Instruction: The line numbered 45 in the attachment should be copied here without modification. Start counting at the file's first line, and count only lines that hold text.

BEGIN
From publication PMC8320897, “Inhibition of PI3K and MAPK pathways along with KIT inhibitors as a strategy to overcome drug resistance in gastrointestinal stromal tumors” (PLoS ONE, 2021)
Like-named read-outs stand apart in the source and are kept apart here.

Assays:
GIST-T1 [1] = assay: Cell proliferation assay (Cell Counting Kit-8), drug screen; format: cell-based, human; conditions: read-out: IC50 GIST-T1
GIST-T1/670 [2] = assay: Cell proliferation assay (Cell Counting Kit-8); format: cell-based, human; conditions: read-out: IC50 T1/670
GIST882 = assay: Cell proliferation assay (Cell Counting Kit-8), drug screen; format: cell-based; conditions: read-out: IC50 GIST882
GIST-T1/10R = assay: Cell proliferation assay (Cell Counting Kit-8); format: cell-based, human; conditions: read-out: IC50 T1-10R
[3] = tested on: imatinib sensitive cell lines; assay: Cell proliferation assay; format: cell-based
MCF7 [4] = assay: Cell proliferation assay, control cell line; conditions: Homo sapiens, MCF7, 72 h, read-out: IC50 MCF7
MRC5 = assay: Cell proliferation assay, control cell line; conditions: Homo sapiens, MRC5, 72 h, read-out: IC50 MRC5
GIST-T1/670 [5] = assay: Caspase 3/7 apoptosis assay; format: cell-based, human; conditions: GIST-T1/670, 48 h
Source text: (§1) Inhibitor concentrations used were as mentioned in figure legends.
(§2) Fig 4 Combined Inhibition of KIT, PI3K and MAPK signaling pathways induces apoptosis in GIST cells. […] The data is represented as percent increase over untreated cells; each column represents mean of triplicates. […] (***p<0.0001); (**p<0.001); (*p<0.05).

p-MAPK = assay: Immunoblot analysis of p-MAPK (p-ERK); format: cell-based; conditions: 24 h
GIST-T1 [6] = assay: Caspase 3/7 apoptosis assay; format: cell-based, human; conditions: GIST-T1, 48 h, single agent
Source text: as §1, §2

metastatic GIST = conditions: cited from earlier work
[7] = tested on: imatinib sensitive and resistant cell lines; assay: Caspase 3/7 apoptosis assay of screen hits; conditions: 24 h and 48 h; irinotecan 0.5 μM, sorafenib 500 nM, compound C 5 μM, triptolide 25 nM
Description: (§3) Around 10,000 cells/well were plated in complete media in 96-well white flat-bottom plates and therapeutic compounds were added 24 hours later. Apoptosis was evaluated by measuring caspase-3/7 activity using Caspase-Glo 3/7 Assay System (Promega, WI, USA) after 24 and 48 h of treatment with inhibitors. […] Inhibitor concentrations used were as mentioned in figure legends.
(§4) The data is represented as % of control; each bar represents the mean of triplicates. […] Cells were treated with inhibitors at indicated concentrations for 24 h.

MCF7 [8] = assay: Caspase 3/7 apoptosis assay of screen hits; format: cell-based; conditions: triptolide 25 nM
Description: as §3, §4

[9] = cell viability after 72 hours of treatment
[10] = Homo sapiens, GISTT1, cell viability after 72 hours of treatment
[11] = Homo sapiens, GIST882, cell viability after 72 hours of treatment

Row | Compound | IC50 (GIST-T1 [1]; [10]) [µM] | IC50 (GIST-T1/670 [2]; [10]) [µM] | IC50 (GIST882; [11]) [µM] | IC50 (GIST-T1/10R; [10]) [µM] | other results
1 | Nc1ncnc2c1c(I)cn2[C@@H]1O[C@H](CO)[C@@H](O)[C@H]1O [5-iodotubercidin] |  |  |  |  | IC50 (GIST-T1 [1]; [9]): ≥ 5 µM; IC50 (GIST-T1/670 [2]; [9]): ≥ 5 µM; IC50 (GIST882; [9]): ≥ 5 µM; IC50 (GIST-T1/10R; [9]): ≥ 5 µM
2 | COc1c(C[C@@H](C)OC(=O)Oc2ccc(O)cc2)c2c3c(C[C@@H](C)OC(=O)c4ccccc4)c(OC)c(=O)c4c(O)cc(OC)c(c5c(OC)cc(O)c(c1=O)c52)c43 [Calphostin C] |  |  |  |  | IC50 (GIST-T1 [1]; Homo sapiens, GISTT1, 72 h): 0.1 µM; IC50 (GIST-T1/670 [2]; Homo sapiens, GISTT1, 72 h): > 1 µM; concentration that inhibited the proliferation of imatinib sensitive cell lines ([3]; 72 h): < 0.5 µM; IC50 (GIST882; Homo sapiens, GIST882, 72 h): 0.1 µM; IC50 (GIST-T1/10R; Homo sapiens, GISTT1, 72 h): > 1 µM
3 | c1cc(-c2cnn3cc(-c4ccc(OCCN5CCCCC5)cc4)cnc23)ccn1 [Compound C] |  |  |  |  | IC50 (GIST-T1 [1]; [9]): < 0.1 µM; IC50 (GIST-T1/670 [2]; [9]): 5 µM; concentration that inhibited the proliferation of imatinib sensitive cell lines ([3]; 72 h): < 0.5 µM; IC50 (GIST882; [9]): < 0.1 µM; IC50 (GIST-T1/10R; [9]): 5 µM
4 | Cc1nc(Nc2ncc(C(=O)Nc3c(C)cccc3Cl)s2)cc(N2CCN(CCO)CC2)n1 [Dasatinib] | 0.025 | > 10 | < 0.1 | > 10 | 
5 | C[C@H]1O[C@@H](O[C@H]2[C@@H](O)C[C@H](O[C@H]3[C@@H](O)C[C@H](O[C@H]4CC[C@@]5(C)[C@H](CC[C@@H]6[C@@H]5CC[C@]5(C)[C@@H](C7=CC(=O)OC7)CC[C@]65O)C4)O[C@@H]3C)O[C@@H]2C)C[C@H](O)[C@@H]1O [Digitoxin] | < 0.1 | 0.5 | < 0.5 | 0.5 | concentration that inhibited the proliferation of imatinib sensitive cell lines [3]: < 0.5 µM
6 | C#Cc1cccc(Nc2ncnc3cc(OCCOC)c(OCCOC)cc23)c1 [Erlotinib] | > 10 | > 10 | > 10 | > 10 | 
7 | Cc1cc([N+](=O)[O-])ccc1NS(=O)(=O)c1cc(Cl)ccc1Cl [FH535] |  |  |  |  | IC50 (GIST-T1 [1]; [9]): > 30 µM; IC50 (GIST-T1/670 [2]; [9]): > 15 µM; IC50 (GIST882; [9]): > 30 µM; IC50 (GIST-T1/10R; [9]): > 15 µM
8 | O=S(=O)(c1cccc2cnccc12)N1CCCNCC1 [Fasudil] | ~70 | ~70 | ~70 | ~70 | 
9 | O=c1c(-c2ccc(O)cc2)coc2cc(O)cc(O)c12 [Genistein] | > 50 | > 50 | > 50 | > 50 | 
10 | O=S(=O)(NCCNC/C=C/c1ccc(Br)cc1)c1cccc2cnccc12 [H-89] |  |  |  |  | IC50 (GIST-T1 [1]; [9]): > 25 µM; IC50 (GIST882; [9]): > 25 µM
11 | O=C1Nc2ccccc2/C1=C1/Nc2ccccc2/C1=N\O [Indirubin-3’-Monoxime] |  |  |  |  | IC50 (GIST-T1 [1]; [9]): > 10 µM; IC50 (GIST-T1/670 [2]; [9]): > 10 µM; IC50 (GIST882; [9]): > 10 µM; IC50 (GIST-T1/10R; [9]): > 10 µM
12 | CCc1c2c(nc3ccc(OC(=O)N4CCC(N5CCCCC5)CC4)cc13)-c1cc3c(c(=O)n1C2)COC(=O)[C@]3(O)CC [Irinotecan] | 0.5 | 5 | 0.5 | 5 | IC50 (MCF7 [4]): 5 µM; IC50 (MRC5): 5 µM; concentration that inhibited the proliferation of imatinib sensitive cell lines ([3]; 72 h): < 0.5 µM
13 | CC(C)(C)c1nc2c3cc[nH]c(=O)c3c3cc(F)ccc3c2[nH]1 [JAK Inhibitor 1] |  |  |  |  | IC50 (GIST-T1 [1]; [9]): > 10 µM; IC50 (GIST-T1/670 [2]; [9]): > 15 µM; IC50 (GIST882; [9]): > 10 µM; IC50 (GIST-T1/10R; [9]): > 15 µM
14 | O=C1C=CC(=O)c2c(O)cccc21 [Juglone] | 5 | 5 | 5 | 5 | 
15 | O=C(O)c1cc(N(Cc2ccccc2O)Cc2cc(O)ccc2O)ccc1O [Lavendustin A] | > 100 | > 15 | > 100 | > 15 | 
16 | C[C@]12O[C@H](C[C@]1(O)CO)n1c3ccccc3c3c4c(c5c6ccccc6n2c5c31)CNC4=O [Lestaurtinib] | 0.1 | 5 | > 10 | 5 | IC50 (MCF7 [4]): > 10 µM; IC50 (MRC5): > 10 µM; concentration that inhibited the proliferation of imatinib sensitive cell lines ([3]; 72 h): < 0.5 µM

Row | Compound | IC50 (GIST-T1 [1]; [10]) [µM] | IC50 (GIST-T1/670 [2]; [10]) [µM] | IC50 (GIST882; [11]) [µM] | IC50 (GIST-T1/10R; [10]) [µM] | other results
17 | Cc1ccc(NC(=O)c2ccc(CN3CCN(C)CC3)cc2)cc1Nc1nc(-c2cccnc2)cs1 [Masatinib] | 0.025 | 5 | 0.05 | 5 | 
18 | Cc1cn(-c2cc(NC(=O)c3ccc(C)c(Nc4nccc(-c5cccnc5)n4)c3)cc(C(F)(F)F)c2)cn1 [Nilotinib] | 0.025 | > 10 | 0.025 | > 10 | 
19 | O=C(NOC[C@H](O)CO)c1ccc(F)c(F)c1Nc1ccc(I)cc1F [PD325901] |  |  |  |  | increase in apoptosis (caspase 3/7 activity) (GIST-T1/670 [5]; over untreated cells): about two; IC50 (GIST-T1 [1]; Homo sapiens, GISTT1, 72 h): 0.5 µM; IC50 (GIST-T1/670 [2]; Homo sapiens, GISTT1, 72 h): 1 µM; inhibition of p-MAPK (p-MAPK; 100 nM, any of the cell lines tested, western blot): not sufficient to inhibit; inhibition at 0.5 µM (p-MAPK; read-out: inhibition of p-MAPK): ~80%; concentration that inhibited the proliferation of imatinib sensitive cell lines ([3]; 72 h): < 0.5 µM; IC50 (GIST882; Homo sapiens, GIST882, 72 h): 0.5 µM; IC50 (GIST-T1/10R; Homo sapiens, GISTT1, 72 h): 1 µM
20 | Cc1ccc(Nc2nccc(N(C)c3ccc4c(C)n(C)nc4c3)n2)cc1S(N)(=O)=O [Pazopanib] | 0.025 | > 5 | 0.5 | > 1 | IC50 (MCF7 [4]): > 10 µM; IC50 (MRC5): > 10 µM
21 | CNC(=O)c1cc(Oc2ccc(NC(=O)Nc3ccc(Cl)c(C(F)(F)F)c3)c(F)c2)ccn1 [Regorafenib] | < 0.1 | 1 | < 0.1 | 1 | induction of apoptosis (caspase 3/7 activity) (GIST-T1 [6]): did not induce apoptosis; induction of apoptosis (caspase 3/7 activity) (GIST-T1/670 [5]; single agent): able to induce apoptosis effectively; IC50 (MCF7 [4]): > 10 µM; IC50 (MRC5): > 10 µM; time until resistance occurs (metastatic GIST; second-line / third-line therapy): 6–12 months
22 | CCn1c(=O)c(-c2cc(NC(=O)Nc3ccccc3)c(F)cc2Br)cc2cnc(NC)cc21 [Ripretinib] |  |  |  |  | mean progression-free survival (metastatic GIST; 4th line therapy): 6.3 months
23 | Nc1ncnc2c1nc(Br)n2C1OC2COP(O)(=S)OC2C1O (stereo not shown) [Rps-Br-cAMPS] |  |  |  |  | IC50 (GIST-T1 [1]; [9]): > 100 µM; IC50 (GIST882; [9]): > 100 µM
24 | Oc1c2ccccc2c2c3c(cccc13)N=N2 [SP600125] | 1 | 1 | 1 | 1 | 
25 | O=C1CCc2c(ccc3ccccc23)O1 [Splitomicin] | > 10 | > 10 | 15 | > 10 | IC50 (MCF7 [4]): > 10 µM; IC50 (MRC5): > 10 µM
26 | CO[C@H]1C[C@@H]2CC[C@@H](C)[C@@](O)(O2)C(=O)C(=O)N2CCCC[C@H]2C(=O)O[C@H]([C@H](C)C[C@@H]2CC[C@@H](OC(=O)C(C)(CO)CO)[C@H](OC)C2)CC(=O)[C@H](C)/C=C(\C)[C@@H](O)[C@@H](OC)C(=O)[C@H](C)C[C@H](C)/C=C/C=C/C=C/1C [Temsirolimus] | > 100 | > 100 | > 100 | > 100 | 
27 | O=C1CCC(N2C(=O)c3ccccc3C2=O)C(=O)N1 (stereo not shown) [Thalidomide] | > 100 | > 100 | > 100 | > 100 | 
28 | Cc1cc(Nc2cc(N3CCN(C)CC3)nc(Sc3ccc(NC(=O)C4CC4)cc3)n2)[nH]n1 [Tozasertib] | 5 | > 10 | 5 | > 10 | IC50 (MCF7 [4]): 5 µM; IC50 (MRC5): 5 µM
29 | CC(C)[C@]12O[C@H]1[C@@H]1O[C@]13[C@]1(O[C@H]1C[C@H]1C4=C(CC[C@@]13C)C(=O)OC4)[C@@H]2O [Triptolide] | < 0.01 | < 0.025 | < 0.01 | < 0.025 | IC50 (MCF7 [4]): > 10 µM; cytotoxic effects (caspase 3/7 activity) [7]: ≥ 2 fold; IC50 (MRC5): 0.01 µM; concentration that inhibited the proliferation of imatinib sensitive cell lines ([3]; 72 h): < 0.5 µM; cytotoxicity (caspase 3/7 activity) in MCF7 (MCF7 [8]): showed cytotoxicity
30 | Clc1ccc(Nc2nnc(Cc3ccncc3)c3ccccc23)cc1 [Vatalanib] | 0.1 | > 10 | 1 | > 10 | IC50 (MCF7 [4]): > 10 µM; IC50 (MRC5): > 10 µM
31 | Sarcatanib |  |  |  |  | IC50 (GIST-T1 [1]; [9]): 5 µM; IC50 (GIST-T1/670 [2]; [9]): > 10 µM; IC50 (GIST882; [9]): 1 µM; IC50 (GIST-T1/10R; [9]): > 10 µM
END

18 | Cc1cn(-c2cc(NC(=O)c3ccc(C)c(Nc4nccc(-c5cccnc5)n4)c3)cc(C(F)(F)F)c2)cn1 [Nilotinib] | 0.025 | > 10 | 0.025 | > 10 | 